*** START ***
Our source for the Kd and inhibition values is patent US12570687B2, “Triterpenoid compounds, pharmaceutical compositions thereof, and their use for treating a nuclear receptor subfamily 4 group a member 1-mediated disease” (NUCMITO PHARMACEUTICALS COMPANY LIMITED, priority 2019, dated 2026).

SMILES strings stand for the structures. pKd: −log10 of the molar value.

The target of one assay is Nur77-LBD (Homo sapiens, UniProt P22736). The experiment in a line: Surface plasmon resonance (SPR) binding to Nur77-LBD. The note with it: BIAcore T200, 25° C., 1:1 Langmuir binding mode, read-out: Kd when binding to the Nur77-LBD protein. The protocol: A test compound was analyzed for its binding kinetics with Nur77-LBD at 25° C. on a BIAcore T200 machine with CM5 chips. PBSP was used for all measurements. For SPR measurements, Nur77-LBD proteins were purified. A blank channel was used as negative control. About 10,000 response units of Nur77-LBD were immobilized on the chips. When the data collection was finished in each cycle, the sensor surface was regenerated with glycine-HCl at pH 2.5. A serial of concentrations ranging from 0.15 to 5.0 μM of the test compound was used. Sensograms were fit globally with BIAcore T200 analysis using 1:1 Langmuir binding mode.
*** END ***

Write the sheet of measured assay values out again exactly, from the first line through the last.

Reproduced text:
Our source for the Kd and inhibition values is patent US12570687B2, “Triterpenoid compounds, pharmaceutical compositions thereof, and their use for treating a nuclear receptor subfamily 4 group a member 1-mediated disease” (NUCMITO PHARMACEUTICALS COMPANY LIMITED, priority 2019, dated 2026).

SMILES strings stand for the structures. pKd: −log10 of the molar value.

The target of one assay is Nur77-LBD (Homo sapiens, UniProt P22736). The experiment in a line: Surface plasmon resonance (SPR) binding to Nur77-LBD. The note with it: BIAcore T200, 25° C., 1:1 Langmuir binding mode, read-out: Kd when binding to the Nur77-LBD protein. The protocol: A test compound was analyzed for its binding kinetics with Nur77-LBD at 25° C. on a BIAcore T200 machine with CM5 chips. PBSP was used for all measurements. For SPR measurements, Nur77-LBD proteins were purified. A blank channel was used as negative control. About 10,000 response units of Nur77-LBD were immobilized on the chips. When the data collection was finished in each cycle, the sensor surface was regenerated with glycine-HCl at pH 2.5. A serial of concentrations ranging from 0.15 to 5.0 μM of the test compound was used. Sensograms were fit globally with BIAcore T200 analysis using 1:1 Langmuir binding mode.